Facebook announced last year it would increase efforts to combat the spread of fake news by its own users.
Joshua Gillin, a staff writer for PolitiFact and the Tampa Bay Times, created the database and has updated it since it was first created in April.
The database started after PolitiFact partnered with Facebook and Poynter, a leader in media ethics, in December to debunk fabrications frequently shared on the social platform.
The partnership resulted in a new tool that would alert Facebook users if an article on their news feed was flagged by fact-checkers.
“If a story’s flagged as being disputed, it will link to Poynter’s code of ethics,” Gillin said. “Any time we come across a site (that peddles fake news) or write about it, we add it to our list.”
Should GoDaddy combat fake news?
While social media platforms such as Facebook are combating fake news, whether or not a service provider such as GoDaddy should is another issue.
“We’re providing the registration of a domain name, we don’t have any access to that content beyond that,” GoDaddy’s Digital Crimes Unit Director Ben Butler said. “We don’t have jurisdiction to try and enforce content rules of anything that’s registered here.”
GoDaddy doesn’t always register a site’s domain, sometimes it also hosts the site’s content, Butler said. In those cases, it may be appropriate for the company to police that site’s content.
In 2008, GoDaddy nixed a site called RateMyCop — a RateMyProfessor-style place where people could critique their interactions with law enforcement. Butler said this resulted in law enforcement officers receiving threats, which allowed GoDaddy to step in and police the site.
Butler said he doesn’t recall if GoDaddy hosted RateMyCop, but the threat to public safety was enough for the company to intervene.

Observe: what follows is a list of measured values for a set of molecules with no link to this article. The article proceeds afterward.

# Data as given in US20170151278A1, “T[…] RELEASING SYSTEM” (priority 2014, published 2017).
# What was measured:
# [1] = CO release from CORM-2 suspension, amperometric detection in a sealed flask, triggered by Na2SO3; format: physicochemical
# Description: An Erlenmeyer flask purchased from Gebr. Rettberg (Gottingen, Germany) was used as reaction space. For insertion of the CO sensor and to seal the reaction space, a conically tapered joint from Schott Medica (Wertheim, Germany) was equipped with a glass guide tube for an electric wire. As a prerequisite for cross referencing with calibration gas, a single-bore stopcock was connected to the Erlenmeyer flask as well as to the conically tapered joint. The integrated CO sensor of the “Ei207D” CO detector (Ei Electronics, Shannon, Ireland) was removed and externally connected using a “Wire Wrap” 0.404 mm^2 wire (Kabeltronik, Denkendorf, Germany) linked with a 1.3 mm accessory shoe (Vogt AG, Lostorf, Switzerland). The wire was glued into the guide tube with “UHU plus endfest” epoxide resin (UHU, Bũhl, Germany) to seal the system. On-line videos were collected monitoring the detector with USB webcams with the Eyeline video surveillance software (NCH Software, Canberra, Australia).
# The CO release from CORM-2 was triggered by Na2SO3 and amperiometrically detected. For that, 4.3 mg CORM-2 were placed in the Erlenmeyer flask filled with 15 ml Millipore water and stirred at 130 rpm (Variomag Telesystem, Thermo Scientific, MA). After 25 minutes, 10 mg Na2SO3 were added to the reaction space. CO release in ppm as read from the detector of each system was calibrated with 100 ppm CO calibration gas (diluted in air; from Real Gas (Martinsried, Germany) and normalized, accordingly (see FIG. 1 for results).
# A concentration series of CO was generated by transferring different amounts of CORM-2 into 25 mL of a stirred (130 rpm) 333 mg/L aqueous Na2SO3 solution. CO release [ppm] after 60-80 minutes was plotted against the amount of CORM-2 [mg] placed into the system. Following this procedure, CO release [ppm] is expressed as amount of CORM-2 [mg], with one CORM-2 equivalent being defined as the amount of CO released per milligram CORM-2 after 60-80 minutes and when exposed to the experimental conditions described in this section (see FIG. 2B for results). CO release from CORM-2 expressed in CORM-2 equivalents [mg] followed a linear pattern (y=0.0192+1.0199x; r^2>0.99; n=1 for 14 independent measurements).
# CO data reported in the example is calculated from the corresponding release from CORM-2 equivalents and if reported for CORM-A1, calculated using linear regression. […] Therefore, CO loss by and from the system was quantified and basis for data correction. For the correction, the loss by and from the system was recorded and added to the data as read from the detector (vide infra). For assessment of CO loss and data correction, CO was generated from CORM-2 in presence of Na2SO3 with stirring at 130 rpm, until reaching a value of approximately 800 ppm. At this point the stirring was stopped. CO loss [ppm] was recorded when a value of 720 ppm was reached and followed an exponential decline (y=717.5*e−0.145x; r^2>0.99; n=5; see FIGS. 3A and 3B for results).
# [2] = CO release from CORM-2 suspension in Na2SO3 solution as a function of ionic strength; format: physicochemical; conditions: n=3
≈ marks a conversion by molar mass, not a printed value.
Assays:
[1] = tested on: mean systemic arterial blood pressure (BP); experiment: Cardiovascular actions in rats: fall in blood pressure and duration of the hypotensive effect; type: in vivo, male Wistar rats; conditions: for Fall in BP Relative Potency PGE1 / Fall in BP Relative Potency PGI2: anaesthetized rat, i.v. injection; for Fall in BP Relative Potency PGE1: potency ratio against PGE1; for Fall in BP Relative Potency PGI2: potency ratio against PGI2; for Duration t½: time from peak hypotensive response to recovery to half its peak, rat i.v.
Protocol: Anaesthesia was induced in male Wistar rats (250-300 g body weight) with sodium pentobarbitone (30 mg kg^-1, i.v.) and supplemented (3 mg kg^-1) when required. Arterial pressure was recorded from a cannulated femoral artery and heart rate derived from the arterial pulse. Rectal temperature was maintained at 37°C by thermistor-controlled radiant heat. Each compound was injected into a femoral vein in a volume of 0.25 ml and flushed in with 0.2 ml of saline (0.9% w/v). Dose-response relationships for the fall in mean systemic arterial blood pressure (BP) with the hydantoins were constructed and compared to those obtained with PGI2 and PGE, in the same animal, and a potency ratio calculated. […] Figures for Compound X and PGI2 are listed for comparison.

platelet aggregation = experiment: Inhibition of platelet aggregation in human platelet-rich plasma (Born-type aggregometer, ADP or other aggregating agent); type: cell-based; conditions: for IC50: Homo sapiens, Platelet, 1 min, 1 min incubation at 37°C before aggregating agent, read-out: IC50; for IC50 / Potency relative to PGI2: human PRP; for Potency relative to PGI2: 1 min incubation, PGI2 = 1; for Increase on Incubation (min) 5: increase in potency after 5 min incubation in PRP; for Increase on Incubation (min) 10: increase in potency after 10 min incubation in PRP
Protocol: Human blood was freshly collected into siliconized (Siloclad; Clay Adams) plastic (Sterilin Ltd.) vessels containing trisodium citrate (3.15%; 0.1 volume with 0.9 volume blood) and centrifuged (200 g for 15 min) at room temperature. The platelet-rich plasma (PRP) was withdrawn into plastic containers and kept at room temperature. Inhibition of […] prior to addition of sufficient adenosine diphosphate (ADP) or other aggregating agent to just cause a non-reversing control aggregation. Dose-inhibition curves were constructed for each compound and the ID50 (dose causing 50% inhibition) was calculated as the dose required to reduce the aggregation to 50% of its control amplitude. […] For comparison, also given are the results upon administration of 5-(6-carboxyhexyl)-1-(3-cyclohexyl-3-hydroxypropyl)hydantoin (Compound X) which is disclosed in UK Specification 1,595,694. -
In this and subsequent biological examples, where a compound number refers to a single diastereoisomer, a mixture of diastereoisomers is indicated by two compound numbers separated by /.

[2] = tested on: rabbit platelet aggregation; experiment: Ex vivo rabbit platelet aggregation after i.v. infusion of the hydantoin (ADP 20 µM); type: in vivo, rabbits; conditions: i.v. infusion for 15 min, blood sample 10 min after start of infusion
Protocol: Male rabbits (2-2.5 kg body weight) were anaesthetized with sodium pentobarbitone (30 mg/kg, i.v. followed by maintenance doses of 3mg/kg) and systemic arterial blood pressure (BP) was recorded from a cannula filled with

“That was a public safety concern,” he said. “There were legitimate threats being made to the individuals named on the website. Then you’re out of the realm of ‘Don’t believe what you read on the internet.'”
Others also argue it isn’t GoDaddy’s responsibility to determine what the truth is or isn’t.
“Their function is to register domains and provide hosting for what people want to post on their domains,” Arizona State University Professor of Practice Dan Gillmor said. “I certainly would not want to do business with a hosting provider that was deciding what’s true and false — that’s not their job.”
Gillmor teaches digital media literacy at ASU’s Walter Cronkite School of Journalism and Mass Communication and was involved in the school’s workshop with Facebook to promote news literacy.
He said he supports the ways Facebook has fought the spread of fake news, but doesn’t want to see the social media giant move from flagging content as questionable, to explicitly determining what is right or wrong.
While neither GoDaddy nor Facebook should police content, Facebook is helping people decide for themselves whether something is true or not by flagging it, Gillmor said.
Anything beyond that could quickly become off limits, he said.
“They’re the dominant force in online conversation. For them to decide what’s true or false is a very slippery slope,” Gillmor said. “I think it’s fine if they’re going to make it harder for people to make money on deception. It’s a long way from that to then deciding what’s true and false.”
But Facebook and professors can only do so much.
Media consumers must be able to closely vet their information, Gillmor said.
“I think that a lot of the responsibility for this lies with people who are consumers of information to be skeptical, to use judgment,” he said.
5 ways to spot fake news
A February Associated Press report gave pointers for spotting fake news:
- Look at the URL. If it ends in “.com.co” can be a sign of fake news.
- Look for punctuation. Most legitimate news outlets don’t use exclamation points and all caps.
- Look for other news sites reporting the story.
- Look at fact-checking sites, such as Snopes.com.
- Look at the people quoted in the story and Google them to see if they are real or qualified to be speaking on a given topic.